Will KLM soon lose control of the cargo business?

With CMA CGM becoming a shareholder of Air France-KLM (9%) and the creation of a shared cargo network, KLM’s independence in the cargo sector seems to be coming to an end and Paris is taking control in that area as well.

Shortly after Air France acquired KLM in 2003 and established Air France-KLM Cargo, the first global cargo alliance had its board of directors at Schiphol Airport, with KLM as a director. It was never clear whether this had been a hard agreement during the acquisition or whether it was an unwritten agreement that gave the acquired KLM a sense of real power through cargo, where it had always been the dominant party.

Not only will the French government (28.6%) and CMA CGM (9%) soon own nearly 40% of the holding company, but Air France Cargo and France Shipping will also provide bulk (18 units) of the future fleet. Consists of 22 freighters.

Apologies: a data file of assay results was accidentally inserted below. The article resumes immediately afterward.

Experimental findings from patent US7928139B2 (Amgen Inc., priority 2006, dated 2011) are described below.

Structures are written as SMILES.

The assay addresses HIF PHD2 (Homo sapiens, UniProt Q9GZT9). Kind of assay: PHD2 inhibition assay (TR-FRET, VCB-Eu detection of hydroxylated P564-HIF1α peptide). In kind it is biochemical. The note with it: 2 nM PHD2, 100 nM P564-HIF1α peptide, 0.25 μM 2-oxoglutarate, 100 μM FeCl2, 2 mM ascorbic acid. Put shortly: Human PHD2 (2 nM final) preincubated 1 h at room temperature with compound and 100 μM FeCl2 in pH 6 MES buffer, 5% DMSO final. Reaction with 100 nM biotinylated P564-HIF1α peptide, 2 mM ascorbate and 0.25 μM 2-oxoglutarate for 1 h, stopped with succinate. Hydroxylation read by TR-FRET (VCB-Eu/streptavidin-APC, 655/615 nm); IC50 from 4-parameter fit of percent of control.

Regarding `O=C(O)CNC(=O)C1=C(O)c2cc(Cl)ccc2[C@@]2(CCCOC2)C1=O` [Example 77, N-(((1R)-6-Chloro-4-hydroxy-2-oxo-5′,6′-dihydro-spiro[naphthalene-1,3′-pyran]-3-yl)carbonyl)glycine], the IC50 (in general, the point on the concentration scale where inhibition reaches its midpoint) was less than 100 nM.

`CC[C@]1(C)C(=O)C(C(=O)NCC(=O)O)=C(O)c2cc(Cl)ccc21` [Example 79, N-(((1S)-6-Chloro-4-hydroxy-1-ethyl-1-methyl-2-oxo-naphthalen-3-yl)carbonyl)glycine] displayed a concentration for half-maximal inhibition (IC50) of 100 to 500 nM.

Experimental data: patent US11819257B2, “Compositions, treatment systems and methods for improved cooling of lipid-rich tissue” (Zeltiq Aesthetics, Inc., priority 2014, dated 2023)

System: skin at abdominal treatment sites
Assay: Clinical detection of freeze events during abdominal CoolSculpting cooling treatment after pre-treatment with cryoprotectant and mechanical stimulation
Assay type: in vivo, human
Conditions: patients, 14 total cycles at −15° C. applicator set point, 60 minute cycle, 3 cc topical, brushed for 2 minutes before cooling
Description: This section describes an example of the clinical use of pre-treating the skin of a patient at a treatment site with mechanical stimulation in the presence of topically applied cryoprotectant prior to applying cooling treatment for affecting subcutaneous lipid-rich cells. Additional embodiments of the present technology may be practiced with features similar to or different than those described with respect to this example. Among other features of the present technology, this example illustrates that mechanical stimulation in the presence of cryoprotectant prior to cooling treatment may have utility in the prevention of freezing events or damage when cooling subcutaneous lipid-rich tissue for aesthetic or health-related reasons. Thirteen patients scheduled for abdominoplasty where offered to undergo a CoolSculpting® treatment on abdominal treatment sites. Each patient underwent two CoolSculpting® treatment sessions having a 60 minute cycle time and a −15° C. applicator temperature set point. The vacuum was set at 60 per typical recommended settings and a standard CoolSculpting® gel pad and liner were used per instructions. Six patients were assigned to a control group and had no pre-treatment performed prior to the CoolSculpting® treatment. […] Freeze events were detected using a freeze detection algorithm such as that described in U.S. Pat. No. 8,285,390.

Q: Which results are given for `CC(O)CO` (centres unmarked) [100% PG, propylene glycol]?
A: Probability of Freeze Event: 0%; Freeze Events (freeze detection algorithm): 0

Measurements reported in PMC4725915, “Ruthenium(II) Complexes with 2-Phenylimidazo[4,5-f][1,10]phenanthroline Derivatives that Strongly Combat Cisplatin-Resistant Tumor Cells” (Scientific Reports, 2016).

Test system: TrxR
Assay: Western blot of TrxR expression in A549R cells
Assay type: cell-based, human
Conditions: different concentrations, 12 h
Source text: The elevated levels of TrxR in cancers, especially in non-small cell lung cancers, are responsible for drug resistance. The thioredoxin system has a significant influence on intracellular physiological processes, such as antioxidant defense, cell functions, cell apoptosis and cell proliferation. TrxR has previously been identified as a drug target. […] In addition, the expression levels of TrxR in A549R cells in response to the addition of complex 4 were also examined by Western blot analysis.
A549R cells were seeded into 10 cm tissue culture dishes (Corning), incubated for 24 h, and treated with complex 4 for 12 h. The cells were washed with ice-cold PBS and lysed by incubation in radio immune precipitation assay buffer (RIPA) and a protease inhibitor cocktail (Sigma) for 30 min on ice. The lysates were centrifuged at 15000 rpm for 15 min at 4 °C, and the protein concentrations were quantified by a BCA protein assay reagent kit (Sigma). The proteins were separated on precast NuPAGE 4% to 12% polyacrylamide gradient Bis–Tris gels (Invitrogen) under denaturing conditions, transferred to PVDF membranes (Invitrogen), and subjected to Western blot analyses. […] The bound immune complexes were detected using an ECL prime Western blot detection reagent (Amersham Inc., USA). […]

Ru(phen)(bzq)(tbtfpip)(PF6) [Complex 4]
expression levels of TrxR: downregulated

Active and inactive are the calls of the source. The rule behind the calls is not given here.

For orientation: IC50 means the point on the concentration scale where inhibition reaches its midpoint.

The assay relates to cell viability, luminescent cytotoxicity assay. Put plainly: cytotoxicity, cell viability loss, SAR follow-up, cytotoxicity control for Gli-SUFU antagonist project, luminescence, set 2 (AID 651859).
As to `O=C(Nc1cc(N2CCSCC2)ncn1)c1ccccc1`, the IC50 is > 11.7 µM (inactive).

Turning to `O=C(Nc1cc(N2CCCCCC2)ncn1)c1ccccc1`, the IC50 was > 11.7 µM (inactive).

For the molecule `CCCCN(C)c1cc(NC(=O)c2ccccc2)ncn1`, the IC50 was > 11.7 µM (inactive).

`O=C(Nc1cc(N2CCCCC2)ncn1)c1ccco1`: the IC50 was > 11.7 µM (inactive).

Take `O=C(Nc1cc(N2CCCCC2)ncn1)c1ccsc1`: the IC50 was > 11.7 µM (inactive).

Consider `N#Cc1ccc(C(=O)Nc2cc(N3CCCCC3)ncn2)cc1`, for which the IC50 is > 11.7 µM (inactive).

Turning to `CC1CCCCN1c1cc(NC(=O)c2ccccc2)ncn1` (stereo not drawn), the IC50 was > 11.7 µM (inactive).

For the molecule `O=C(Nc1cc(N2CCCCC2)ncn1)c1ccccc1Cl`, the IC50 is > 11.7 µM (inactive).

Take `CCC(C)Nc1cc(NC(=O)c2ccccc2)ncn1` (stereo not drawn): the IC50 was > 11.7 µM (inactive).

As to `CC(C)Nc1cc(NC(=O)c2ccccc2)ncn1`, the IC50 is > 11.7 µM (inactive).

What the Netherlands and KLM can offer in return is not much. While it is true that the government this week signaled its intention to buy new shares in Air France-KLM as part of an issue for the sum of 220 million euros, that purchase will only ensure that the Dutch state’s stake in the airline group is not diluted from its current 9.3% to around 2%.

The Netherlands remains one of Air France-KLM’s largest shareholders and, in its own words, can “better understand the journey of Air France-KLM,” such as ensuring equal development of hubs at Schiphol and Paris. But real power is not bought that way.